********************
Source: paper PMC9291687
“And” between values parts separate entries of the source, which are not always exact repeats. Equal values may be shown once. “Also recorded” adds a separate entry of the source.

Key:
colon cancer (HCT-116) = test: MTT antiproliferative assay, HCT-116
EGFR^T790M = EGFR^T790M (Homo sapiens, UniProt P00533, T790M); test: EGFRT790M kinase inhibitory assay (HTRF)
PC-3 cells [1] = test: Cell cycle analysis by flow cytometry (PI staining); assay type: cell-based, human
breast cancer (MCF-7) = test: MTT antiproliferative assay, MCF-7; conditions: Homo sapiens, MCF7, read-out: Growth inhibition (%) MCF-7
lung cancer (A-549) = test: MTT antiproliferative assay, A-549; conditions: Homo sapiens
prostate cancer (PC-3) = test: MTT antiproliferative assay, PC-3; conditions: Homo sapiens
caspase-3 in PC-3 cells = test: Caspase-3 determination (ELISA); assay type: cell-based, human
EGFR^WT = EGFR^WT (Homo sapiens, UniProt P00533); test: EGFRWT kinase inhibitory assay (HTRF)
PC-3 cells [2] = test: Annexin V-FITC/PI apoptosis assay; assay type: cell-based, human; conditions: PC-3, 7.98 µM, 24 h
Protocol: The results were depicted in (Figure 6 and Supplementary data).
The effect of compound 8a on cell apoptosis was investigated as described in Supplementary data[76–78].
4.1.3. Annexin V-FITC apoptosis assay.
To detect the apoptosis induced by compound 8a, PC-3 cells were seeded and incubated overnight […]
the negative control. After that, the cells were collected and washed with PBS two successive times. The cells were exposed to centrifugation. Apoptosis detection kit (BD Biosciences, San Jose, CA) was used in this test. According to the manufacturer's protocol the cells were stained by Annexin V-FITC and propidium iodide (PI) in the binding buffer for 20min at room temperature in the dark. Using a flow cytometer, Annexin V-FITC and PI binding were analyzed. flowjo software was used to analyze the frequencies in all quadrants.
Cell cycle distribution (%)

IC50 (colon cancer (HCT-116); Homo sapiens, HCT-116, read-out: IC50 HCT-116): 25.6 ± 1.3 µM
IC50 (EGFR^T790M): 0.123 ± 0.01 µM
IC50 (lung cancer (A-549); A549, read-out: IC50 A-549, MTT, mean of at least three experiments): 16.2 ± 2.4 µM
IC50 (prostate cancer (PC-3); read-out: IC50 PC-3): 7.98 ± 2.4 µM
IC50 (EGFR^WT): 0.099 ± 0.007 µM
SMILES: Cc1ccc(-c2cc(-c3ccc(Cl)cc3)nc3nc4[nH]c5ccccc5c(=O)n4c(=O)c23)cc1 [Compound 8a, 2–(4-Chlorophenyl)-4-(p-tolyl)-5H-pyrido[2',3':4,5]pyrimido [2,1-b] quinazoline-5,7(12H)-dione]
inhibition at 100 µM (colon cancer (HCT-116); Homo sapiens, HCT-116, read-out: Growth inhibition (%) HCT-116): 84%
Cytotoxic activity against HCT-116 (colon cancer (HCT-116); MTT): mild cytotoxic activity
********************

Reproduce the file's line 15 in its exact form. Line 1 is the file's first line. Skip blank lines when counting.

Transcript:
4.1.3. Annexin V-FITC apoptosis assay.